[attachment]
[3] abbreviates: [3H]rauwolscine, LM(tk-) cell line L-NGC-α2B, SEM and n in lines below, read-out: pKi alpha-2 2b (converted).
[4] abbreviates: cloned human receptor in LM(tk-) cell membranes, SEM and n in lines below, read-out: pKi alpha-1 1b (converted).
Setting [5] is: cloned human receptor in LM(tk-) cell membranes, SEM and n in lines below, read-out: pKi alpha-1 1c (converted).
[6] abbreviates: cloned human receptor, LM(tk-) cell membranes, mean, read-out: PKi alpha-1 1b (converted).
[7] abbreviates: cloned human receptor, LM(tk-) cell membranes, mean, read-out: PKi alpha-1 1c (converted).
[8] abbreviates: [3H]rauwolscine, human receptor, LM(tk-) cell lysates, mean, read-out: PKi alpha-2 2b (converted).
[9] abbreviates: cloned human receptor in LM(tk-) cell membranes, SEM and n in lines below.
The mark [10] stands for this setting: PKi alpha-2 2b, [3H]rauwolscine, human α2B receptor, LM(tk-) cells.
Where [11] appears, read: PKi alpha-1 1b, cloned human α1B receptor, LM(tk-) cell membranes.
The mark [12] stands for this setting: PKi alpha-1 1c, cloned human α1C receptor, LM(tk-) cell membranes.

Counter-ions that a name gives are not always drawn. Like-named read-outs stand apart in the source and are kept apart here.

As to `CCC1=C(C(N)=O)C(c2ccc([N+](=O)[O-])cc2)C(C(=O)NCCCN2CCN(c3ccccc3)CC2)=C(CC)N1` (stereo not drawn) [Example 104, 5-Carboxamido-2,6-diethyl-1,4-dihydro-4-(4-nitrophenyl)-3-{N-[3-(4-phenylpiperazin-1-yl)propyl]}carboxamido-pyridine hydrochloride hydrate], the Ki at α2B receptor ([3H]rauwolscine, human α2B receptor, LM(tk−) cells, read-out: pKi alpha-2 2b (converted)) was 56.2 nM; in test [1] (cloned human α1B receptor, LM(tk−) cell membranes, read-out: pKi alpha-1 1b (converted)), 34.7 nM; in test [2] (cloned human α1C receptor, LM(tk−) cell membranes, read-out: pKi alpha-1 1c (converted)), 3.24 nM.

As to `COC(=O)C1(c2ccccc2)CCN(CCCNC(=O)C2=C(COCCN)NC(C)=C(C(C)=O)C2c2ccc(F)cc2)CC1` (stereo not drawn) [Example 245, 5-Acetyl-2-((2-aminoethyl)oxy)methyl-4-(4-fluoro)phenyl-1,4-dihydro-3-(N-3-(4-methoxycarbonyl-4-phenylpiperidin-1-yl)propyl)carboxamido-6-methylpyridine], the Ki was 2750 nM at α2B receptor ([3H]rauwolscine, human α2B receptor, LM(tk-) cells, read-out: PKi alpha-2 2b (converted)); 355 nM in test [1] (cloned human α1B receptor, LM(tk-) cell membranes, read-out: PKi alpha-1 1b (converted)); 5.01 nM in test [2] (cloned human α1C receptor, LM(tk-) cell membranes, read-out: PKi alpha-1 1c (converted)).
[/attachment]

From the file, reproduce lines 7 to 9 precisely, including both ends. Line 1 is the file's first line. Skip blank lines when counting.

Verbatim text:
[9] abbreviates: cloned human receptor in LM(tk-) cell membranes, SEM and n in lines below.
The mark [10] stands for this setting: PKi alpha-2 2b, [3H]rauwolscine, human α2B receptor, LM(tk-) cells.
Where [11] appears, read: PKi alpha-1 1b, cloned human α1B receptor, LM(tk-) cell membranes.